The Paço Imperial was built in the 18th century to serve as residence for the governors of colonial Brazil and is now an important cultural centre.
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The Imperial Court at Praça XV, Centro, began as the main residence of Governor Gomes Freire de Andrade in 1743, before becoming the seat of power of the Portuguese Royal Family until the declaration of independence. The historic importance of the building was finally recognised in the 1980s, when it underwent a comprehensive restoration to become a key cultural centre for seminars, live music and theatre, the first protected building to be converted for cultural purposes in Brazil.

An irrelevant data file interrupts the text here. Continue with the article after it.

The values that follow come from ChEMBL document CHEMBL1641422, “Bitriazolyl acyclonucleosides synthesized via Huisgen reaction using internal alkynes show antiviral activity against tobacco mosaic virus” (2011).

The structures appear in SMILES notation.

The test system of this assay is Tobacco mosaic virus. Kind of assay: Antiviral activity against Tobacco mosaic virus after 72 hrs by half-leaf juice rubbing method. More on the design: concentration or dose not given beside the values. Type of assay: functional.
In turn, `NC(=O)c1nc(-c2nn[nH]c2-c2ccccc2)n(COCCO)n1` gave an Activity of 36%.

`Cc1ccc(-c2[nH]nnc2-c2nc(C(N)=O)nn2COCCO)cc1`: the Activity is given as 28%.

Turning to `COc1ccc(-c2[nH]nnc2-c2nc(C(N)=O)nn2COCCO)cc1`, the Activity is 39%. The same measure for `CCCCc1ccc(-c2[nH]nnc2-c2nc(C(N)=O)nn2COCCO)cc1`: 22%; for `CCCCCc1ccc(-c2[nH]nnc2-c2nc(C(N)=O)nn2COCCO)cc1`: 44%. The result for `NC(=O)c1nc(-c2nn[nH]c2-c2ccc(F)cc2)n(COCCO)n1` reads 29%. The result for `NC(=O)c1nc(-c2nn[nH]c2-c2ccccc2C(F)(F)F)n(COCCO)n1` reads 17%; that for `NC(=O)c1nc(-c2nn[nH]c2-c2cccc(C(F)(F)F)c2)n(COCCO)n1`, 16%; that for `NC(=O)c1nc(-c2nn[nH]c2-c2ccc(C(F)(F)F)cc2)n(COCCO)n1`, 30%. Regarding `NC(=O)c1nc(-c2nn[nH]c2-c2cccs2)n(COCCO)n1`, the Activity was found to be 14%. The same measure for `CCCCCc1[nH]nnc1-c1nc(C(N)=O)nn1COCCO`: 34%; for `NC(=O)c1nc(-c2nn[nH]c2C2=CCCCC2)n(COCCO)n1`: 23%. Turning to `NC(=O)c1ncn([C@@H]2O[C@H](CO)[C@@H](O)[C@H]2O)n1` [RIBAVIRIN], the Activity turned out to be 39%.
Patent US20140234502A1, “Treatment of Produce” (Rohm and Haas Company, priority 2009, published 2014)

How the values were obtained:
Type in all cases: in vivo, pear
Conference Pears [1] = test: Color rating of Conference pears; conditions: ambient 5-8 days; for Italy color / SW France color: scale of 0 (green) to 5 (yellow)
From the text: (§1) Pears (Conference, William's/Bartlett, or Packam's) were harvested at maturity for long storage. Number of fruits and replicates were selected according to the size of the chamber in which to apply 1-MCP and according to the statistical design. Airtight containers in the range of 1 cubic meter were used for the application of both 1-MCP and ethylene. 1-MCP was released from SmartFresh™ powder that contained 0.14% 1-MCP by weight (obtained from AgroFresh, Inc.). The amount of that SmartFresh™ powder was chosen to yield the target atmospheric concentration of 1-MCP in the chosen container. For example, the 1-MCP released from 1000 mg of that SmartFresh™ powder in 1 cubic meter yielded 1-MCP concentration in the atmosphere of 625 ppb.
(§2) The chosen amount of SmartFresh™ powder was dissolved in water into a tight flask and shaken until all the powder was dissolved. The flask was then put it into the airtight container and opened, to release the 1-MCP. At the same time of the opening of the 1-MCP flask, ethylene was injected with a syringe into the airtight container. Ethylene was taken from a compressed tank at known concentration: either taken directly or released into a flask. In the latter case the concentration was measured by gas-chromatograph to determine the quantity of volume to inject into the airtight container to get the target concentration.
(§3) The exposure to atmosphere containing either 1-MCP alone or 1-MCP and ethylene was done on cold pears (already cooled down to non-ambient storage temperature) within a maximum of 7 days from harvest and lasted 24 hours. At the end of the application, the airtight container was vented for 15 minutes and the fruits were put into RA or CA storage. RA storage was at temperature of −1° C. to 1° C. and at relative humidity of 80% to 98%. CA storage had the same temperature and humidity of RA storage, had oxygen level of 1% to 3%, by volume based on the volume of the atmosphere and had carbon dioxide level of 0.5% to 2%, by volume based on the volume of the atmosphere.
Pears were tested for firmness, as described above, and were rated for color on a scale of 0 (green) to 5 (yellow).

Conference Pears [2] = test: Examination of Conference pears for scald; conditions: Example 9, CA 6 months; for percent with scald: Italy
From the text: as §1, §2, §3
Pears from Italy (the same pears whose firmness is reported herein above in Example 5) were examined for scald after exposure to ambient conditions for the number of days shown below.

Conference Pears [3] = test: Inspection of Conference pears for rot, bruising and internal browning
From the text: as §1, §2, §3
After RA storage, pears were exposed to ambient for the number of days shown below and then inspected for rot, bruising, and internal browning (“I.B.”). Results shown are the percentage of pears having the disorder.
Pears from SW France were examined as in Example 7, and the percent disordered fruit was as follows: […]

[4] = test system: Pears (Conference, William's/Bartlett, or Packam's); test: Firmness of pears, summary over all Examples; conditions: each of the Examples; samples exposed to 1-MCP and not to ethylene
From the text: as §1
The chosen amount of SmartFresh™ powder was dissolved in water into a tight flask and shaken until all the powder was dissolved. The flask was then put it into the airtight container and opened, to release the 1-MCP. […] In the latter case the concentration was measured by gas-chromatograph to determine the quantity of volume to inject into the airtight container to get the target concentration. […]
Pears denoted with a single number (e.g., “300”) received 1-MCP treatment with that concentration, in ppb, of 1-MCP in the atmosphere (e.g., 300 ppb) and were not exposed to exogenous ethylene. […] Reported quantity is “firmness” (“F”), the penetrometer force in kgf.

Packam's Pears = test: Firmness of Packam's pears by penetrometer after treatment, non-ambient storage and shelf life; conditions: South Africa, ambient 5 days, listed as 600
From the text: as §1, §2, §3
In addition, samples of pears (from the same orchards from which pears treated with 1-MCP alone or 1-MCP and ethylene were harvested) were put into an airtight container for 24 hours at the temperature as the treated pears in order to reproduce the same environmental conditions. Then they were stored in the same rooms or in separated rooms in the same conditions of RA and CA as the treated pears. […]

Today, other than hosting temporary shows, there is a permanent exhibition at the ground-floor taking visitors through the history of the building and a homage to the country’s greatest architects – all very fitting for a building in which modernity and classical features sit together in unison, particularly following the latest revamp in 2011. A well-stocked book, music and dvd shop with a small café can also be found inside.